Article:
As legalized marijuana continues to find its footing as an industry in Washington, the state’s Liquor and Cannabis Board (LCB) has found that advertising violations make up one of the largest categories of infractions among marijuana businesses.
In a report to the House Commerce and Gaming Committee’s Nov. 16 work session, the LCB found 921 enforcement violations between September 2016 and September 2017, of which 14 percent were advertising violations, the second-largest category after the 18 percent segment, made up of marijuana producers who failed to utilize or maintain traceability; in other words, tracking marijuana through the supply chain.
LCB spokesperson Mikhail Carpenter accounted for this number by pointing out that marijuana businesses had previously operated for decades as an unlicensed industry, without any form of regulation governing how it could promote itself.
“What makes it especially tricky is that there’s what was allowed by the initial set of restrictions, and then what was allowed by the LCB’s additional rules, and then how the state Legislature chose to further refine what was permissible,” Carpenter said. “It’s tricky, because you’re dealing with First Amendment free speech issues.”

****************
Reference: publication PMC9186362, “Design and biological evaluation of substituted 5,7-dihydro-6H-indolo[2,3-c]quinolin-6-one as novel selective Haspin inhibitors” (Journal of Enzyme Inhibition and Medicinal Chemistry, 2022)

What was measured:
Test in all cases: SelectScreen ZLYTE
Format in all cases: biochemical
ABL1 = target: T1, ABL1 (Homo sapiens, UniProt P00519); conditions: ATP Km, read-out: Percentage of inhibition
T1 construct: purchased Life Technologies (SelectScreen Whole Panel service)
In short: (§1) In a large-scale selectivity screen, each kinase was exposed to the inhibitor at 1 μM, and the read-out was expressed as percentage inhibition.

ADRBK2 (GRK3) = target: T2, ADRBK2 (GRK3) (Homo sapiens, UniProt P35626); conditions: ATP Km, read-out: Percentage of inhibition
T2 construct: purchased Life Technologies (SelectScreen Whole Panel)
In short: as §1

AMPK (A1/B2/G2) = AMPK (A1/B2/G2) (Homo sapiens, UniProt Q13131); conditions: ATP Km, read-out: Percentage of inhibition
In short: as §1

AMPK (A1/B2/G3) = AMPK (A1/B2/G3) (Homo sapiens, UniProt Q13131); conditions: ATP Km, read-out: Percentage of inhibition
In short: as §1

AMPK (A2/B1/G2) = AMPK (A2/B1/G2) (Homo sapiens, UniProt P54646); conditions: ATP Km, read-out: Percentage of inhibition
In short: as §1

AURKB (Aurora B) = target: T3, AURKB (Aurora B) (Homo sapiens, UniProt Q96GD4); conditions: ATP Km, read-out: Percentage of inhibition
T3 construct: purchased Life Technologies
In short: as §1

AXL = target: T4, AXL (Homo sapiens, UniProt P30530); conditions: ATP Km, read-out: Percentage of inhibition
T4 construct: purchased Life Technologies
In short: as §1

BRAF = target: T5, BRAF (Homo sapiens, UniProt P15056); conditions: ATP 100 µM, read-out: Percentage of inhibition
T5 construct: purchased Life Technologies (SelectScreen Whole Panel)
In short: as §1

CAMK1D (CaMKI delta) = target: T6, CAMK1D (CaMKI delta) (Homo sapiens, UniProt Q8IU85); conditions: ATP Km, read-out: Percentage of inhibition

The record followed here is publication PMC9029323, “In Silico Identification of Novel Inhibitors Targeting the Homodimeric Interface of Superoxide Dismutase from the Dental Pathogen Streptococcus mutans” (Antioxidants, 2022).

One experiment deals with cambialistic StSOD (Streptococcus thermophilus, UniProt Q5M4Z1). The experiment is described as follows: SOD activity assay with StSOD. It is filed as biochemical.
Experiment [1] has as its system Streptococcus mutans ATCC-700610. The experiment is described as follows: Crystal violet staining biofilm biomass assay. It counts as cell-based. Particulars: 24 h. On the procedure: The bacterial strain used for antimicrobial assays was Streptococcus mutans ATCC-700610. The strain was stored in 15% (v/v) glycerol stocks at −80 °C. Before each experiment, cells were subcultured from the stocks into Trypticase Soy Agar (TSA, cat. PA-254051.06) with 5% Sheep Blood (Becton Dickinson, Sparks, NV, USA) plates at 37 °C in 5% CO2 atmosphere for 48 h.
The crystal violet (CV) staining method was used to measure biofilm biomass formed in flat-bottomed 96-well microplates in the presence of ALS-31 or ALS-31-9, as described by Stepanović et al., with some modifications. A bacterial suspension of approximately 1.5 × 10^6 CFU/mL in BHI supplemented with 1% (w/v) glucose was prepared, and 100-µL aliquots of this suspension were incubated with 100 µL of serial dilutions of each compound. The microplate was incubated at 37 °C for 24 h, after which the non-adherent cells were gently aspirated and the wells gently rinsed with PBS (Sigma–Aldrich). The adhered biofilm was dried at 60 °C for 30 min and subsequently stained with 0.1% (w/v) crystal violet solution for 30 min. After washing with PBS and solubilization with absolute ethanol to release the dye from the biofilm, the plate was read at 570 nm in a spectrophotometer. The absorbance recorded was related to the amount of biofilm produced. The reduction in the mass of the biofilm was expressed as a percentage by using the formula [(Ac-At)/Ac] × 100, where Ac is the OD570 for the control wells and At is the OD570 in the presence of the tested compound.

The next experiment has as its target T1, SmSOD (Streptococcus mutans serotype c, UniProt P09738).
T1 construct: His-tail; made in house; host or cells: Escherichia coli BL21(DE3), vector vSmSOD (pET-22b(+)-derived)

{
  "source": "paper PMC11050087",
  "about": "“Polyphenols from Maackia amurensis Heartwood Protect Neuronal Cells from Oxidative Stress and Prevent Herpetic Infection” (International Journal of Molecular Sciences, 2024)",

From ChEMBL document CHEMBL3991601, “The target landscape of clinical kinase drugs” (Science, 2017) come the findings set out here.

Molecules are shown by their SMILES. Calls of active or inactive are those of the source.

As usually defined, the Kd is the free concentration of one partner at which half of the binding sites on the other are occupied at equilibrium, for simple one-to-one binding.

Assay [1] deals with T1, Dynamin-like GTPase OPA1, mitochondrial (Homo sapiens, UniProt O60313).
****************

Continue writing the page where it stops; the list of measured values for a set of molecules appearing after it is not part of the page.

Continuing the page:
As an example, Carpenter noted that a number of marijuana businesses have been reported for employing “sign spinners” to hold promotional signs on the sides of roads.
“There are restrictions on how many signs you can have, and where,” Carpenter said. “You’re not allowed to advertise on public streets, nor are you allowed to depict marijuana plants or products in print, or with cartoon characters or costumes. It can be complicated.”
Carpenter noted that the recorded violations are complaint-driven, with some coming from competing businesses and former employees.
“The public does file objections as well, but it can be